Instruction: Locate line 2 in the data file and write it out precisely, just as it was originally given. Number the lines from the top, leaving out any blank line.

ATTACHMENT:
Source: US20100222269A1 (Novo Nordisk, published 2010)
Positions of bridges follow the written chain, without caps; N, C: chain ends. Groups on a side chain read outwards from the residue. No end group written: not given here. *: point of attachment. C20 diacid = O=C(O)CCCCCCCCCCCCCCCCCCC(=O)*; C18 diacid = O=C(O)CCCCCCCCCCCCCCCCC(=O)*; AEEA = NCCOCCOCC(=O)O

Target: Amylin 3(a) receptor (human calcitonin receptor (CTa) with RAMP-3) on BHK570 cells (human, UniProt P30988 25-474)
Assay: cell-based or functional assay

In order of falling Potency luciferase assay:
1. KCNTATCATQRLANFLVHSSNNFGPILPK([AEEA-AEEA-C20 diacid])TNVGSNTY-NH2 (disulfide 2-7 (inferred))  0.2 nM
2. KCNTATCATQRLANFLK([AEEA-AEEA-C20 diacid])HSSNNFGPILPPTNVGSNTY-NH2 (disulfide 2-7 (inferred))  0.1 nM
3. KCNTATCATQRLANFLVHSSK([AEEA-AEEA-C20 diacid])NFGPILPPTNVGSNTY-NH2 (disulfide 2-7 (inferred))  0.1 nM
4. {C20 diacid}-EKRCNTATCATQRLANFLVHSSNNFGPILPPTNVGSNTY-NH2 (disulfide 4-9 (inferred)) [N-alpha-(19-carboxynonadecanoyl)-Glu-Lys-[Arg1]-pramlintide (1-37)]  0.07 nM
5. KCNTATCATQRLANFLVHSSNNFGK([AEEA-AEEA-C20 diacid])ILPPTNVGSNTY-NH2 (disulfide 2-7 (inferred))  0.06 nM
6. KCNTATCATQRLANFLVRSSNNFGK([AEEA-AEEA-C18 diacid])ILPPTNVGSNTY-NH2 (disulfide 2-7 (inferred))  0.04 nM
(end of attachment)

Positions of bridges follow the written chain, without caps; N, C: chain ends. Groups on a side chain read outwards from the residue. No end group written: not given here. *: point of attachment. C20 diacid = O=C(O)CCCCCCCCCCCCCCCCCCC(=O)*; C18 diacid = O=C(O)CCCCCCCCCCCCCCCCC(=O)*; AEEA = NCCOCCOCC(=O)O